If you’ve ever had the misfortune to need an out of hours vet, either at night, on a weekend or on a bank holiday, then you will know that the fees involved will often be higher than the regular daytime ones, sometimes markedly so. We frequently see negative comments on social media around these out of hours vets fees and questions over how they can be justified. So why are the fees higher and as a pet owner, what do you need to know?
How does veterinary “out of hours” work?
The field of out of hours veterinary services has changed dramatically over the past few decades. Traditionally, independent practices would always do their own out of hours work, and many still do. But the actual provision of services can be variable. Out of hours care in these cases will often either be a lone working nurse, and occasionally vet, staying in the practice, or a single vet taking calls from home, juggling emergencies (maybe even large animal calls in a mixed practice), hospitalised patients and their own sleep.
In these latter cases, it can be common for those patients with minimal needs to be left unattended for potentially long periods overnight, which may be perfectly acceptable, as long as clients are aware of the set-up provided. This way of working can put excessive strain, physically and mentally, on the veterinary staff, who very often will be working a full day on either side of being ‘on-call’, or could be on call for a whole Friday night to Monday morning weekend shift.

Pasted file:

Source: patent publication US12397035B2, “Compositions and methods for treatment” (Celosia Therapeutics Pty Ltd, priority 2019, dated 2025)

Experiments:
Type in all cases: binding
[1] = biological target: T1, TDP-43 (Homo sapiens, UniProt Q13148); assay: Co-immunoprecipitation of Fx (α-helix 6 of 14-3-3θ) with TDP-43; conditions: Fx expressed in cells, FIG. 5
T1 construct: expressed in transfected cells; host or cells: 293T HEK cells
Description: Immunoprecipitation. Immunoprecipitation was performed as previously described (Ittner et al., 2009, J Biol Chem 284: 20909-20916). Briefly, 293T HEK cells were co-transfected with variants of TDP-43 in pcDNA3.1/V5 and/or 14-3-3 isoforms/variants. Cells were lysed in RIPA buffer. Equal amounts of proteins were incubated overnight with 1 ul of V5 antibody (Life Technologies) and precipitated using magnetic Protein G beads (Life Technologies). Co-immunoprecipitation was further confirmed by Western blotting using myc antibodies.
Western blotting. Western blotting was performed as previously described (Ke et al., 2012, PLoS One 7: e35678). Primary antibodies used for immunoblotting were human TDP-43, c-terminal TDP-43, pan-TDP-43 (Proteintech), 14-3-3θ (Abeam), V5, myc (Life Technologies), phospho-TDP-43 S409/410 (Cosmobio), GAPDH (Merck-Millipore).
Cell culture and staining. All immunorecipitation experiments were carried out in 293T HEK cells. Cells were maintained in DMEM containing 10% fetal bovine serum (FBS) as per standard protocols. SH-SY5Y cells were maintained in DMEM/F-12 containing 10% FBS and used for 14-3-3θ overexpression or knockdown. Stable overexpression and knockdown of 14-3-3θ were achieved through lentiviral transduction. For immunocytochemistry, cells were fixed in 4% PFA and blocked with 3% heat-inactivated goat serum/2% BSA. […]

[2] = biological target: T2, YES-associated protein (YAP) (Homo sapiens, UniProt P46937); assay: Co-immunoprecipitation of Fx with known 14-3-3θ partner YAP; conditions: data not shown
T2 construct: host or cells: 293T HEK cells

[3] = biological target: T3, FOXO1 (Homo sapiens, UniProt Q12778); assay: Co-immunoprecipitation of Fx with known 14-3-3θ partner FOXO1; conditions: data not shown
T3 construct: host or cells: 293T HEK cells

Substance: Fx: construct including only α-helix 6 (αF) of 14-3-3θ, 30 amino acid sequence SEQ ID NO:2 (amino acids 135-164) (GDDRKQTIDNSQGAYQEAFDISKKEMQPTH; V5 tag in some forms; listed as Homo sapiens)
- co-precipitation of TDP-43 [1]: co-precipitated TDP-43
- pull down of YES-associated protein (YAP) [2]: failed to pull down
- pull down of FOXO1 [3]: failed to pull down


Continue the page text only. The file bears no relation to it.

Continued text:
The benefits to this structure are that for clients and their pets, they will be seeing the same vets that they will be used to seeing. And usually in the same practice building that they always use. The vets will have access to the animals’ full medical records; and may even be familiar with each case themselves, allowing for case continuity. Also, crucially, unstable patients such as those who have just undergone a major operation, don’t need to be moved to an external out of hours practice for ongoing care.
What’s the alternative?
Over the past twenty years or so, a shift has occurred. Now, more and more small animal practices will outsource their out of hours provision to a dedicated provider. Occasionally, these emergency staff will occupy the primary vets’ premises, but usually, they will be based in a dedicated hospital; only operating outside of usual business hours, and covering the out of hours service for many different practices.